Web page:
88%

Library resources are satisfactory

89%

Feedback on work has been helpful

58%

Feedback on work has been prompt

72%

Staff are good at explaining things

84%

Received sufficient advice and support

67%

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Who studies this subject?

Source: HESA

Start building a picture of who you could be studying with by taking a look at the profile of people that have studied this subject here in previous years.

UK / Non-UK
6% of students here are from outside the UK
Male / Female
66% of students are female
Full-time / Part-time
3% of students are part-time
Typical Ucas points
406 entry points typically achieved by students
2:1 or above
95% of students achieved a 2:1 or above
Drop-out rate
6% of students do not continue into the second year of their course
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What are graduates doing after six months?

Source: DLHE

Here’s what students are up after they graduate from studying this subject here. We’ve analysed the employment rate and salary figures so you can see at a glance whether they’re high, typical or low compared to graduates in this subject from other universities. Remember the numbers are only measured only six months after graduation and can be affected by the economic climate - the outlook may be different when you leave uni. What do graduate employment figures really tell you?

% employed or in further study 97% MED
Average graduate salary £21k HIGH
Graduates who are sales, marketing and related associate professionals

14%

Graduates who are teaching and educational professionals

11%

Graduates who are business, finance and related associate professionals

11%

Employment prospects for graduates of this subject

Sources: DLHE & HECSU
It's often said there's a shortage of modern language graduates, and graduates from Spanish courses have a lot of options available to them when they complete their courses. In 2012, just over 1,100 UK graduates got degrees in Spanish, and about one in five got jobs overseas – often as English teachers. If you want to put your degree to work in the UK, teacher training is a common option, and businesses see Spanish-speaking countries as important markets, leading to graduate opportunities in translation, finance, human resources and project management. But remember – whilst employers say they rate graduates who have more than one language, you need to have them as part of a whole package of good skills.
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What do students think about this subject here?

Source: NSS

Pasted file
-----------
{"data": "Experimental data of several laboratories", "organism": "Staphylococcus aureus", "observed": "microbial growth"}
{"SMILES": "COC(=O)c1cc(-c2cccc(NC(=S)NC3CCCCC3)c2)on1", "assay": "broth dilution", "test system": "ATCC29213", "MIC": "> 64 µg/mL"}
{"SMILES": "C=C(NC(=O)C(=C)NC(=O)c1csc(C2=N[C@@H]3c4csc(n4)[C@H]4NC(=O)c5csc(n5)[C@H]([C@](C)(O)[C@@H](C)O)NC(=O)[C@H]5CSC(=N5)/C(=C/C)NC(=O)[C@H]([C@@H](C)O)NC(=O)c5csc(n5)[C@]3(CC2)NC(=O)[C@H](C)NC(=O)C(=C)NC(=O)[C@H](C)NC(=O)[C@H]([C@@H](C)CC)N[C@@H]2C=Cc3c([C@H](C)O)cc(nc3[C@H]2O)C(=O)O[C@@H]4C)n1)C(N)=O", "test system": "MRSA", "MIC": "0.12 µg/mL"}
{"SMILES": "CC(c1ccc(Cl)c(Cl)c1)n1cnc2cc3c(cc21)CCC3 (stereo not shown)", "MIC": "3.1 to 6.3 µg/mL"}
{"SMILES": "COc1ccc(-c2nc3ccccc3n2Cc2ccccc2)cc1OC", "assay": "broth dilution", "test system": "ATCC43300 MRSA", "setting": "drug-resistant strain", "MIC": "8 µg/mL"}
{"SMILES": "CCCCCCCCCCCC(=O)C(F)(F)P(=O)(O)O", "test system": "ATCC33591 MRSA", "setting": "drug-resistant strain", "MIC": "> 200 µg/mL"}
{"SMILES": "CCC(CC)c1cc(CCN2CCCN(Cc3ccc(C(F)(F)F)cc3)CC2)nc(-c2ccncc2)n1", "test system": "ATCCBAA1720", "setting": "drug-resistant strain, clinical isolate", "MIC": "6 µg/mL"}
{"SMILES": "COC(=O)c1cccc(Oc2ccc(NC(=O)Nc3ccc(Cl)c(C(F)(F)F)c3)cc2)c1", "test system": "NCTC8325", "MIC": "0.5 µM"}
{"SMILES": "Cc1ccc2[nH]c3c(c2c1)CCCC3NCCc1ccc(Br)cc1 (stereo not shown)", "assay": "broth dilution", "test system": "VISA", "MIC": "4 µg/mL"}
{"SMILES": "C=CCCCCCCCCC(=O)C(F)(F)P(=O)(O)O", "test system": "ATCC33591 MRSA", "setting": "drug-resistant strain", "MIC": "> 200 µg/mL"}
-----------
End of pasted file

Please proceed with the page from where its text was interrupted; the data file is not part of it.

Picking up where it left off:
Here's how satisfied past students were – useful to refer to when you’re narrowing down your options. Our student score makes comparisons easier, showing whether satisfaction is high, medium or low compared to other unis.

What do student satisfaction scores tell you?

Overall student satisfaction 89%
Student score 82% LOW
Able to access IT resources

89%

Staff made the subject interesting

89%

Library resources are satisfactory

84%

Feedback on work has been helpful

73%

Feedback on work has been prompt

75%

Staff are good at explaining things

94%

Received sufficient advice and support

81%

?

Who studies this subject?

Source: HESA

Start building a picture of who you could be studying with by taking a look at the profile of people that have studied this subject here in previous years.

UK / Non-UK
2% of students here are from outside the UK
Male / Female
49% of students are female
Full-time / Part-time
1% of students are part-time
Typical Ucas points
407 entry points typically achieved by students
2:1 or above
95% of students achieved a 2:1 or above
Drop-out rate
4% of students do not continue into the second year of their course
Icon ribbon

What are graduates doing after six months?

Source: DLHE

Here’s what students are up after they graduate from studying this subject here. We’ve analysed the employment rate and salary figures so you can see at a glance whether they’re high, typical or low compared to graduates in this subject from other universities. Remember the numbers are only measured only six months after graduation and can be affected by the economic climate - the outlook may be different when you leave uni. What do graduate employment figures really tell you?

% employed or in further study 93% LOW
Average graduate salary £20k HIGH
Graduates who are sales, marketing and related associate professionals

9%

Graduates who are business, finance and related associate professionals

6%

Graduates who are public services and other associate professionals

4%

Employment prospects for graduates of this subject

Sources: DLHE & HECSU
History is a very popular subject – in 2012, nearly 11,000 UK students graduated in a history-related course. Obviously, there aren't 11,000 jobs as historians available every year, but history is a good, flexible degree that allows graduates to go into a wide range of different jobs. Consequently, history graduates have an unemployment rate comparable to the national graduate average. Many – probably most – jobs for graduates don't ask for a particular degree to go into them and history graduates are well set to take advantage. That's why so many go into jobs in the finance industry, management and sales and marketing. Around one in five history graduates went into further study last year – only law saw more graduates continue on to study. History and teaching were the most popular further study subjects for history graduates, but law, journalism, politics and museum studies were also popular postgraduate courses.